For the past 10 years, independent banks have sung the praises of the “gift that keeps on giving” – a common term that describes when a big bank acquires another bank in town and totally messes up the merger. In the 1990s, these god-awful mergers helped spur the success of mid-size players and the growth of de novo community banks. The behemoths watched their market share dribble out the back door after paying hefty premiums for local banks.
Here’s one quick example. In June 1994, Barnett Bank and NationsBank collectively held a 32 percent deposit market share in the ritzy Naples, Florida, market. Ten years later, these two institutions have merged and now do business as Bank of America, whose collective market share has been cut by a third to only 20 percent in Naples. Not exactly what I would call synergy.
These major toe stubs by the big guys were wonderful for many community bank shareholders, but they’ve also allowed some unhealthy bravado to seep in among management teams.
So here’s a news flash: the success of independent banks in the last 10 years has served to wake the sleeping giants. The big banks are truthfully getting better at execution, and this will have significant strategic implications for mid-size and small banks in the years ahead.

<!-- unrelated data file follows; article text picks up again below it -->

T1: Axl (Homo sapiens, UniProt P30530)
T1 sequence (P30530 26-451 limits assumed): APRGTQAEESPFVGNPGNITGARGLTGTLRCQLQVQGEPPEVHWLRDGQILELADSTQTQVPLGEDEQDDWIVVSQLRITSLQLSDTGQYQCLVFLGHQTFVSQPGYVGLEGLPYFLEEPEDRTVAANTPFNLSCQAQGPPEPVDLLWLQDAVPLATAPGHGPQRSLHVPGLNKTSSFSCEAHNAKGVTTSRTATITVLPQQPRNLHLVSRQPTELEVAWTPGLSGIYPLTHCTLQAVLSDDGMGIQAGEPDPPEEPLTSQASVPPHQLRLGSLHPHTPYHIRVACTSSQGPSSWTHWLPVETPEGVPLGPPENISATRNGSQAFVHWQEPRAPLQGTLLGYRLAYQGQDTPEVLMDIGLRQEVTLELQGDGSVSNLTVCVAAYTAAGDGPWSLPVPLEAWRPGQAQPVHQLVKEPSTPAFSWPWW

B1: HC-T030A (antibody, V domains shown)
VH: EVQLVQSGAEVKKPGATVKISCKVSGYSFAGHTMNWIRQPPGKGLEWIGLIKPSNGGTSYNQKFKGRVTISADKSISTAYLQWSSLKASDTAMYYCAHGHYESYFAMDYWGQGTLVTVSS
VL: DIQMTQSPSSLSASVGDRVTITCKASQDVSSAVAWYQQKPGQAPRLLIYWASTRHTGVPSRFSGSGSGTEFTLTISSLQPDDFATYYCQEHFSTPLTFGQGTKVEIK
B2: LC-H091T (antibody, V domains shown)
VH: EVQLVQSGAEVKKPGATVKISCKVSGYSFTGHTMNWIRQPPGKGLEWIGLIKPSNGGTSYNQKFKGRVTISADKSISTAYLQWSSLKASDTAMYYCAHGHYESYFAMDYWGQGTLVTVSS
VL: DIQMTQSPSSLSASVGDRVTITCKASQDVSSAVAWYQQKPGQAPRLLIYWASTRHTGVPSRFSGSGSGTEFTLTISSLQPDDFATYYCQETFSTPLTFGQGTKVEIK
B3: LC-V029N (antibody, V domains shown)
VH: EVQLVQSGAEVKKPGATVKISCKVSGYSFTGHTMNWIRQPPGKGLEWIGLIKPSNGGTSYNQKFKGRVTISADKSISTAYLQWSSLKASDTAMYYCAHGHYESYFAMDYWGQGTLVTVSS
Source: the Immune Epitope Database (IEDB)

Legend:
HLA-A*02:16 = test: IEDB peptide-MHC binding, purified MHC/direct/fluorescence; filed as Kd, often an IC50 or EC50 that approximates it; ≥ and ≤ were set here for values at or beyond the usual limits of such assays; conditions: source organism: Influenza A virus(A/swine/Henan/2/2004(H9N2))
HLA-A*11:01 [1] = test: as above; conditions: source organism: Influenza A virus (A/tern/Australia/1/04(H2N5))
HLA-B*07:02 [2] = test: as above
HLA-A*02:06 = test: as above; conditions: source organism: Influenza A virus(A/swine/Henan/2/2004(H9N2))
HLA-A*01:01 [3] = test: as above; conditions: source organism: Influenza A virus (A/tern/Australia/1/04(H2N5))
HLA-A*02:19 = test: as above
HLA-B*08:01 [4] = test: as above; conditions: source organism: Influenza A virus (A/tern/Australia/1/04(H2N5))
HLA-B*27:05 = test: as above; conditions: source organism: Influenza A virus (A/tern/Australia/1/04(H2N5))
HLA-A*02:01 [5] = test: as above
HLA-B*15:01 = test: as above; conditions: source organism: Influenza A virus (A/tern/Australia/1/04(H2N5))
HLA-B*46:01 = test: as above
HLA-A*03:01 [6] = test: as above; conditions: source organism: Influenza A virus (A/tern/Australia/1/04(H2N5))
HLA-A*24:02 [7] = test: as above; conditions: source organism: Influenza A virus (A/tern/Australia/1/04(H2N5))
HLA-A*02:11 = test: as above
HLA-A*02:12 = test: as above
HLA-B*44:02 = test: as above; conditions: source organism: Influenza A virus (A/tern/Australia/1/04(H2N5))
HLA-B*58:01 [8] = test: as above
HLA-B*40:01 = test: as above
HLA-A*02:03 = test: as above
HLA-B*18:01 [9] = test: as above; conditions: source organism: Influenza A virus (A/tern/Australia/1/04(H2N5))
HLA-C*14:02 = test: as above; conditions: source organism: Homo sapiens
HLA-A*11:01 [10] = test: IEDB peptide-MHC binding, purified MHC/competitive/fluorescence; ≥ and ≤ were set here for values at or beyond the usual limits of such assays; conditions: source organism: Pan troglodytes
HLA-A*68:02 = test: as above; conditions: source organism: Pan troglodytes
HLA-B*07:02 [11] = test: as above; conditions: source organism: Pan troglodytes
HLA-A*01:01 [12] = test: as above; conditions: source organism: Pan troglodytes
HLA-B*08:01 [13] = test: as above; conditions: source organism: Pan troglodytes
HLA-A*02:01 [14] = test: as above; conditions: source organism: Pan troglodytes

In the past several months, there have been several key case studies that illustrate where the big bank environment has changed:
What’s happened to the old reliable toe stub? There are several factors that have allowed big banks to be more on their game these days:
In addition, banks have moved through the rocky initial stages of customer care technologies. Now, applications such as contact management, workforce management and knowledge-based systems are starting to have a meaningful impact on retail delivery. This is especially noticeable in call centers, where big bank agents just don’t sound as stupid and robotic as they did in the past.
After the surprise attack on Pearl Harbor, the commander of the Japanese fleet, Isoroku Yamamoto, lamented, “I think we have only woken a sleeping giant.”
For the past 10 years, big banks have snored and small banks have leaped in to steal share, but now the game is changing. Even though I would not work for a big bank for all the money in the world, I still have a great deal more respect and fear for them now as competitors. Be careful out there.